Your puppy’s mature weight will depend on many factors, from spaying and neutering, parents’ weight/size, the food and amount you feed them, and the amount of exercise they get. Since many of these factors are beyond our control, we cannot guarantee size, weight or conformation of your puppy.
Our adults are all miniatures unless otherwise noted. We cannot be held responsible for behavior or temperament as the upbringing of your puppy is your responsibility once in your care.
Our puppies are very well socialized here with us not only with children and teenagers but also with other puppies, dogs and cats. These are areas in which you will want to continue their socialization as they mature. If you have any questions on ways to help your puppy please feel free to contact us.
Introducing Your Puppy to the Children
In the first few months, all interactions between small children and puppies should be supervised – both for the safety of the children and the puppy.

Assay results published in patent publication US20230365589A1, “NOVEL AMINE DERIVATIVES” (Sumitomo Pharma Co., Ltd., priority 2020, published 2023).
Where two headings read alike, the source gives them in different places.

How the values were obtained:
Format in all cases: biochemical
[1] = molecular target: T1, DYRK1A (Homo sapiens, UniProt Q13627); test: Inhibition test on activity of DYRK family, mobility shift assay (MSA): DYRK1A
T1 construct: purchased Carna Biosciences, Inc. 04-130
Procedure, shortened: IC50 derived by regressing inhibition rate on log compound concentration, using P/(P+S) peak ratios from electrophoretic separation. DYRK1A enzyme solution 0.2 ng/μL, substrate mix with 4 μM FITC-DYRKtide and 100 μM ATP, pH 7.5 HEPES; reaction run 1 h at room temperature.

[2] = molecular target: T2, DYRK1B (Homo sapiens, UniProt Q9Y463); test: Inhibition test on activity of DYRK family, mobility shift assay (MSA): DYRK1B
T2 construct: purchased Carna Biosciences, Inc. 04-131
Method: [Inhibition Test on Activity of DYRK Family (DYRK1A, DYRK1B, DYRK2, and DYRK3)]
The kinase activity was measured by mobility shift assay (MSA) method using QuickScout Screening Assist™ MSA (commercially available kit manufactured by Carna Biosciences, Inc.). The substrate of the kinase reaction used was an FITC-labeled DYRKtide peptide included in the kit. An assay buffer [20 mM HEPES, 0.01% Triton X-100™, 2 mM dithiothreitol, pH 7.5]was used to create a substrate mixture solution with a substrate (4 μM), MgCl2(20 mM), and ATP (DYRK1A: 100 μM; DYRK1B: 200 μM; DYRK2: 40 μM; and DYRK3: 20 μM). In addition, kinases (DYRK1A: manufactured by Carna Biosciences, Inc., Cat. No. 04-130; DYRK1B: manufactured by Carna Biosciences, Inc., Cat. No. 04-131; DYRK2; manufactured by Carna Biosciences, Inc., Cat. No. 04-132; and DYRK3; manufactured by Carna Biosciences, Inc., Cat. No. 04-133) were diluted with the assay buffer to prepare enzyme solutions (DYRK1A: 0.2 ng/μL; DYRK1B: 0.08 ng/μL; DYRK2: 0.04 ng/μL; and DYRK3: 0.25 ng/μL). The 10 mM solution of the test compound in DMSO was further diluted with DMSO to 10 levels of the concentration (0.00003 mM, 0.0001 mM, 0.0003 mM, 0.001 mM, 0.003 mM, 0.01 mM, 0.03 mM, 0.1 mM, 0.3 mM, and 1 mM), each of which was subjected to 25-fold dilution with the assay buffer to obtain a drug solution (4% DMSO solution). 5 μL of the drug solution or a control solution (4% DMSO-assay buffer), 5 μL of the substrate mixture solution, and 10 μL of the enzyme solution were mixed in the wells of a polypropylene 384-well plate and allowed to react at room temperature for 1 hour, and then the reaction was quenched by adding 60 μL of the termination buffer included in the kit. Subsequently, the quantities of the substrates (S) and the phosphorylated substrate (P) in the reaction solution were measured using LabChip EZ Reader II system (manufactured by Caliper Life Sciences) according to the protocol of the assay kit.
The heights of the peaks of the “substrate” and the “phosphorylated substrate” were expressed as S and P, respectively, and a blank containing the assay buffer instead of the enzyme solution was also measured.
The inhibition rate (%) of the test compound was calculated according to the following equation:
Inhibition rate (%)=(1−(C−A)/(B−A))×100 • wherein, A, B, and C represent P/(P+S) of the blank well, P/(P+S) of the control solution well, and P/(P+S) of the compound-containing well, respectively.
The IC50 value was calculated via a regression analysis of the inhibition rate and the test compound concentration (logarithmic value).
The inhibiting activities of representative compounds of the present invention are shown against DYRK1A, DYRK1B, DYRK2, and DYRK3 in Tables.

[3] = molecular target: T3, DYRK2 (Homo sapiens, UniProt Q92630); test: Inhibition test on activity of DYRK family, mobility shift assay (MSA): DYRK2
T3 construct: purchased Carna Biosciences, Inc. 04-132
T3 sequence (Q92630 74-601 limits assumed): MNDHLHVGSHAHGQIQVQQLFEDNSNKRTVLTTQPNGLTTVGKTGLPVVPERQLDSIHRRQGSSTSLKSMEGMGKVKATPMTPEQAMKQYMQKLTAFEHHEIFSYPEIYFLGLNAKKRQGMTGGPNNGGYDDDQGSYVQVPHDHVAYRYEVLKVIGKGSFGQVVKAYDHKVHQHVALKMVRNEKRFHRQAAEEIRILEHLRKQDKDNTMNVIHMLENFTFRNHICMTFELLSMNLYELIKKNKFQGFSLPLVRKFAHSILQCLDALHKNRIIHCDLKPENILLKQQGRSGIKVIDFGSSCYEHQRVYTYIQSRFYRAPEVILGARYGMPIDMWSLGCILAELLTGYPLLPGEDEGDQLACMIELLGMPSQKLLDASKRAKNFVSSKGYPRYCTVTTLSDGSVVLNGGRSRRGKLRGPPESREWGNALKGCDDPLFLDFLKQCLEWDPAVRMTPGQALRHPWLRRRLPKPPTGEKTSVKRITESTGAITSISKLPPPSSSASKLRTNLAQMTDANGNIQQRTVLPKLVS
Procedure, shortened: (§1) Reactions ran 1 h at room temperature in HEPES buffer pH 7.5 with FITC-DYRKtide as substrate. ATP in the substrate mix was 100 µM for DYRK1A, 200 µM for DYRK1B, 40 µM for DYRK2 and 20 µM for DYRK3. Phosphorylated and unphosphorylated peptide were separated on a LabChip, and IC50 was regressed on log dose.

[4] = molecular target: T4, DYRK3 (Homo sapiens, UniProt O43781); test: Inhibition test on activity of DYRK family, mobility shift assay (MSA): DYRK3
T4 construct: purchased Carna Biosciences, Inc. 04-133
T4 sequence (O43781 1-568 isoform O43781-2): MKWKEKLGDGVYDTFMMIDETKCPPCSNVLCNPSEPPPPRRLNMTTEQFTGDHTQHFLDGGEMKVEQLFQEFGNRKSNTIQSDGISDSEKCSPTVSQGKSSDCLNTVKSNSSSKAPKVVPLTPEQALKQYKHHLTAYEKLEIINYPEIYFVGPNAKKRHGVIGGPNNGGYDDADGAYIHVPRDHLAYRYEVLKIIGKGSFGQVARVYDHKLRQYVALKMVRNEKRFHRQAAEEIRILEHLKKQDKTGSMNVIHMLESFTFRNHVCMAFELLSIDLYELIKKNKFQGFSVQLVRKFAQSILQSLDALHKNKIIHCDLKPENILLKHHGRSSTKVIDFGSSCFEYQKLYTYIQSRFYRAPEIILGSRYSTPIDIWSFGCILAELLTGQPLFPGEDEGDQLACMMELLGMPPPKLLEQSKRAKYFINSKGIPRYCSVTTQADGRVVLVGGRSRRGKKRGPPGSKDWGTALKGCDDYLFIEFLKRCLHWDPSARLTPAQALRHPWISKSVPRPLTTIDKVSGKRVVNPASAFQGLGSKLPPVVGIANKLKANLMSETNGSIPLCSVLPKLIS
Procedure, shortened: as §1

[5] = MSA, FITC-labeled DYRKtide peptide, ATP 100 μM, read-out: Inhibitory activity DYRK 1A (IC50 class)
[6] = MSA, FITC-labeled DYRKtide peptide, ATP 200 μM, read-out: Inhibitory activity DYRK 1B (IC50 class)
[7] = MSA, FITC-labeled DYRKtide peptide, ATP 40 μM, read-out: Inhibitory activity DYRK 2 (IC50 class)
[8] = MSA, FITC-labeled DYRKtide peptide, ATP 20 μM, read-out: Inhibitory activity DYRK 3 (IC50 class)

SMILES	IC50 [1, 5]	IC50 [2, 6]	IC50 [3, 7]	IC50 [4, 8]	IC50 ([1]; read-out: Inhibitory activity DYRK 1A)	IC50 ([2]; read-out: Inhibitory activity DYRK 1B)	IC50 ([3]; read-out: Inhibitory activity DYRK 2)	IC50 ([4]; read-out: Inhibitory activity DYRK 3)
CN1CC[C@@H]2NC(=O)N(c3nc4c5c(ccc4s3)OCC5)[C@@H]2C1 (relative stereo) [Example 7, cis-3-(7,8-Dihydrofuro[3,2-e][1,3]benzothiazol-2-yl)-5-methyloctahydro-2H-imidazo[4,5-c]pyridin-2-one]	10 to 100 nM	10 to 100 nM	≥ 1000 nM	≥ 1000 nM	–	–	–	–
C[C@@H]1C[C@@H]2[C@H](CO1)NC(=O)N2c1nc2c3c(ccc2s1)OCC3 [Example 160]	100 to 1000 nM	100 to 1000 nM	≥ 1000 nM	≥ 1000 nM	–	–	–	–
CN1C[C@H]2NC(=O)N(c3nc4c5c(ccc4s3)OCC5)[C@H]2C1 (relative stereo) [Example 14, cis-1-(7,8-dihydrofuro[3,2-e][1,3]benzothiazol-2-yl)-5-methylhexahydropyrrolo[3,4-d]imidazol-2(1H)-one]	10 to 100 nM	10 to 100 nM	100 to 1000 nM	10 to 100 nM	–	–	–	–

We have a toddler in our home so our puppies are already familiar with him and on their way to being well socialized, but you will need to continue this in your home.
Teach children to be gentle and quiet when playing with the puppy. Children should understand that the puppy is not a toy, and they should not tease it, or grab at toys or food, because this can lead to aggressive behavior, or worse, injury to your children.
Children should also be taught the proper way to hold a puppy, with one hand under the chest and the other supporting the rear end. Picking up puppies by their legs, tail or neck can cause serious bone or nerve damage to a puppy’s tender body.